Texas family law presumes that is in the child’s best interest for both parents to be appointed joint managing conservators. Tex. Fam. Code § 153.131(b). When the court appoints joint managing conservators, it must give one the exclusive right to decide the primary residence of the child. Tex. Fam. Code 153.134(b)(1). The court may order a joint managing conservator to pay the other joint managing conservator child support. Tex. Fam. Code § 153.138. In both custody and child support determinations, the trial court’s primary consideration must be the best interest of the child. In a recent case, a father appealed a court’s custody and child-support determinations.
Texas Office of the Attorney General Files Paternity Suit
The Office of the Attorney General petitioned to establish the parent-child relationship, asking the court to determine the child’s parentage and order conservatorship, possession, access and support.
The father testified he earned $25 per hour working as a contractor, but the availability of the work varied. At the time of hearing, he worked between 32 and 60 hours per week. He also testified he had the child the majority of the time and requested the right to establish the child’s residence, but he had not filed paperwork to be named primary custodian. The father testified his parents kept the child during the day. He said he spent a lot of time at their house and went home after putting the child to bed.
The mother said she wanted the right to establish the child’s residence because he lived with her. Although visitation was supposed to be Monday through Wednesday, she said she let the father’s parents keep the child on Thursdays when they asked. The mother claimed the child was with the grandparents and not with the father. She testified she wanted less child support than the guidelines provided. She only asked for $200 per month, partly because the father’s parents provided daycare. The mother did not request retroactive or back child support. She testified she could add the child to her insurance at her job.
Trial Court Adjudicates Paternity and Orders Child Support
The trial court adjudicated the father as the child’s father and named both parents joint managing conservators with a standard possession order. The trial court gave the mother the exclusive right to determine the child’s primary residence and ordered her to add the child to her insurance.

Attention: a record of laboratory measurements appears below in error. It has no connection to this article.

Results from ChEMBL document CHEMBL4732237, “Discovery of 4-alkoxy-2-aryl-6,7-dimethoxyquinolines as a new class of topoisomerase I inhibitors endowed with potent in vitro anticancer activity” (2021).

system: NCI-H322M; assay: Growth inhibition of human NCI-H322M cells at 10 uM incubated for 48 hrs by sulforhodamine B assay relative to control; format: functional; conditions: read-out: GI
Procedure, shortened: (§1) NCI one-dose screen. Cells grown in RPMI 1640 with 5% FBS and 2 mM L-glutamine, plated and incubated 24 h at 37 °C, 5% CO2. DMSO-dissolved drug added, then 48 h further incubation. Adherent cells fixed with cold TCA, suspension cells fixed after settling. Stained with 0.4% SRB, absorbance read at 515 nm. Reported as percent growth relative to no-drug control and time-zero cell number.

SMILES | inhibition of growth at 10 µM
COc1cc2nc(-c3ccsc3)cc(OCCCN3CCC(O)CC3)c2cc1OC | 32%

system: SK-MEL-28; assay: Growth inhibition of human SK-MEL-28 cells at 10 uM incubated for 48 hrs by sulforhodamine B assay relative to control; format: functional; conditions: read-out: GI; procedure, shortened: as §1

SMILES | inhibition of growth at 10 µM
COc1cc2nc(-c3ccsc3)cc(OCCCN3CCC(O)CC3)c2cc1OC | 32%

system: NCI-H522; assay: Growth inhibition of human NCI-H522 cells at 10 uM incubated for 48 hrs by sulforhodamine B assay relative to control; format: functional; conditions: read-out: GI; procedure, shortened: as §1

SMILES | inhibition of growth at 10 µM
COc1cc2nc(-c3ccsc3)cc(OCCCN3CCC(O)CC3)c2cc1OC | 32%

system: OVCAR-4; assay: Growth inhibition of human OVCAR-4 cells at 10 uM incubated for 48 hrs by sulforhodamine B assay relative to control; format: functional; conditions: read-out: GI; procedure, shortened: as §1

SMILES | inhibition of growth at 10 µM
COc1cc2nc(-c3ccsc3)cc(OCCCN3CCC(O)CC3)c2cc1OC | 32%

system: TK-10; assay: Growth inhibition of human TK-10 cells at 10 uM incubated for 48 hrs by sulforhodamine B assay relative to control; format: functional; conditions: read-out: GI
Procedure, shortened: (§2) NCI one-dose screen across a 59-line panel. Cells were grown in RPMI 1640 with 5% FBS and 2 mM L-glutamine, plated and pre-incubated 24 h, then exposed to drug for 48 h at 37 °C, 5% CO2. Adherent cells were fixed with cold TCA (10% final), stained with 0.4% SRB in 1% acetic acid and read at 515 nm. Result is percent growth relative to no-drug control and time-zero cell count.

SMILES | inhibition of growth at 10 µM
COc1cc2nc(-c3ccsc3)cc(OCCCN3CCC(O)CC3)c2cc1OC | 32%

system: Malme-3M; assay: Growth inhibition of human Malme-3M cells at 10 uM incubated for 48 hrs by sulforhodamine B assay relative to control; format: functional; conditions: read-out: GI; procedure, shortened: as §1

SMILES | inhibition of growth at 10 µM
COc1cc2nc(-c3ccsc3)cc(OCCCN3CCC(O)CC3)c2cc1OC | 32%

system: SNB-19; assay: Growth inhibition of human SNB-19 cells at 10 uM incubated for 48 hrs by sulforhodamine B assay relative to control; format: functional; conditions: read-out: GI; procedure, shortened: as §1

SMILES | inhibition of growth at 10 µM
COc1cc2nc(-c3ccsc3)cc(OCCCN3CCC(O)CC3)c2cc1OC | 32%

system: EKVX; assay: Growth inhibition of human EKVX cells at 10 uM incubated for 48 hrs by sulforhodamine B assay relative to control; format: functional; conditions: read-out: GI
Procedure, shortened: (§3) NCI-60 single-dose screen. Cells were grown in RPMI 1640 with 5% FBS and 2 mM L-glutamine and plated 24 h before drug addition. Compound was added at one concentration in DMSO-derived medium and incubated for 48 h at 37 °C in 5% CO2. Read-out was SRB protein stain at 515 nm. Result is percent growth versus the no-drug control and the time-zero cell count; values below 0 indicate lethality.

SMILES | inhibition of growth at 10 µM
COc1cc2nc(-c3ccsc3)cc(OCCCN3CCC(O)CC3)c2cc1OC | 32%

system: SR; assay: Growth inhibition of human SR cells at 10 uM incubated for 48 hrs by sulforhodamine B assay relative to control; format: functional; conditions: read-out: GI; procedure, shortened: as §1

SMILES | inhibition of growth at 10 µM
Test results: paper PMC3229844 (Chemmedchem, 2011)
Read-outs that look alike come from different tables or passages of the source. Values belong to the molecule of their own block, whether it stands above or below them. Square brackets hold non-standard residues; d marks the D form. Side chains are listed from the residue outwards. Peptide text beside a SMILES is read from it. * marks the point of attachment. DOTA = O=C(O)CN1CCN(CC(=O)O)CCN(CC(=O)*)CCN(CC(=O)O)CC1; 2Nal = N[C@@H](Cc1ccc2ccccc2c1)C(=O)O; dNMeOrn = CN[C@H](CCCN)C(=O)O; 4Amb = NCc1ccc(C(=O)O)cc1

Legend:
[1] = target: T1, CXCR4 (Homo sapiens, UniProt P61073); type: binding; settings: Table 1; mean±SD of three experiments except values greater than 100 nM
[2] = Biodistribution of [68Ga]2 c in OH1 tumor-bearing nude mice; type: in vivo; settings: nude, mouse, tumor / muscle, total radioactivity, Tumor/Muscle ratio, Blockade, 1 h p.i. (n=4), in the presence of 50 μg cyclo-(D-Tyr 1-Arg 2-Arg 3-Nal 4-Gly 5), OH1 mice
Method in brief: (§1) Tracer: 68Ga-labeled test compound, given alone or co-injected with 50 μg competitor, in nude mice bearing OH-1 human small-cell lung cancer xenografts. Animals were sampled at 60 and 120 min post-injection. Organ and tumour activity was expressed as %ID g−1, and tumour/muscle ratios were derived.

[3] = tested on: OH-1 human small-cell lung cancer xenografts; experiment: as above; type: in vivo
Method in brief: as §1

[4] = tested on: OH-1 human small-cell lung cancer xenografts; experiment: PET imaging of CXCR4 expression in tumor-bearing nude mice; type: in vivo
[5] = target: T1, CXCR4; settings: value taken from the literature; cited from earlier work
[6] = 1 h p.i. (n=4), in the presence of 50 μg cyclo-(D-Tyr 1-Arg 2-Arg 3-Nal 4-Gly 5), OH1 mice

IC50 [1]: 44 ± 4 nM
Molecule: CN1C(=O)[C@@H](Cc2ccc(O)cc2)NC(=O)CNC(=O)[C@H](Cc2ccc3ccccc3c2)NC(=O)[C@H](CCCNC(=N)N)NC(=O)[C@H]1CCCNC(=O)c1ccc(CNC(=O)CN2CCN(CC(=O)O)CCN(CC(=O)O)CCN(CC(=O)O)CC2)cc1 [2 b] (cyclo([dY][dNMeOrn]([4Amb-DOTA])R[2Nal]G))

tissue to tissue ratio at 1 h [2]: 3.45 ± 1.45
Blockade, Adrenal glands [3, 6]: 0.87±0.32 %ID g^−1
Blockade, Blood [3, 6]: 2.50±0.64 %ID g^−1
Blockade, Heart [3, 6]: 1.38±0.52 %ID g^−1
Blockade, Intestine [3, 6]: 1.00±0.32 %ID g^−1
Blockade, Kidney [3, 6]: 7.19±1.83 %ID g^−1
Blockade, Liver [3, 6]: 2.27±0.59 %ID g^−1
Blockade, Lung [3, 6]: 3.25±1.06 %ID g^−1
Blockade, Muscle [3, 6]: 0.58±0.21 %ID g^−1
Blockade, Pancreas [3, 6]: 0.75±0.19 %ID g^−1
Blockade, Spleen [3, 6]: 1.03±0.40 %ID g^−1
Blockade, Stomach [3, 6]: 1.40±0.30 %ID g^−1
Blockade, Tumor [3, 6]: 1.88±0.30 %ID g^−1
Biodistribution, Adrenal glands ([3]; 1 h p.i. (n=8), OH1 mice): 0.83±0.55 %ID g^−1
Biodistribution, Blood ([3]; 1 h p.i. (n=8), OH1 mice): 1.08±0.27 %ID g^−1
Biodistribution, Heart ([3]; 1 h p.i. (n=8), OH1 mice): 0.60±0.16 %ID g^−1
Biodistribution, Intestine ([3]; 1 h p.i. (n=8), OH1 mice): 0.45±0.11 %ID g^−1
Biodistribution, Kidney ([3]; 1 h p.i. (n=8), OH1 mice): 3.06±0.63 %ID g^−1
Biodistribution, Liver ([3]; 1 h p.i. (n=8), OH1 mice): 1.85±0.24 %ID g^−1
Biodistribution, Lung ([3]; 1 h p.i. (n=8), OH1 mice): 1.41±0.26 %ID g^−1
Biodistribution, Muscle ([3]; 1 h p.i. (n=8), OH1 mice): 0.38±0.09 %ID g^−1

The judgment stated the father’s month resources were $2,683.09 and the mother’s were $2,304.09. The trial court pointed out the father would pay $537 in monthly child support pursuant to the guidelines. The trial court deviated from the child support guidelines because the father’s family provided daycare. The father was ordered to pay $200 in monthly child support and $249 in monthly medical and dental support.
The father appealed, arguing there was not any evidence supporting the trial court’s conservatorship and child support decisions.
The father argued there was insufficient evidence the mother had primary care, custody, and control of the child. He argued she not should have the right to decide the child’s primary residence and he therefore should not be required to pay child support.
The appeals court noted, however, that even a parent with primary custody may be obligated to pay child support to the other parent. Previous case law has noted that a parent without primary custody may need financial assistance from the other parent to provide the child with adequate living standards. The trial court has discretion to determine and order support obligations that are in the best interest of the child.
Appellate Court Affirms Trial Court
The appeals court could not conclude the trial court abused its discretion in determining it was in the child’s best interest to give the mother the exclusive right to designate the child’s primary residence. The appeals court also found there was sufficient evidence for the trial court to order the father to pay child support to the mother and affirmed the trial court’s judgment.
This case shows that child support may be available even when the parents have joint custody. If you plan to seek child support, a skilled Dallas child support attorney can help you. Call 214.692.8200 to set up a meeting with McClure Law Group to discuss your case.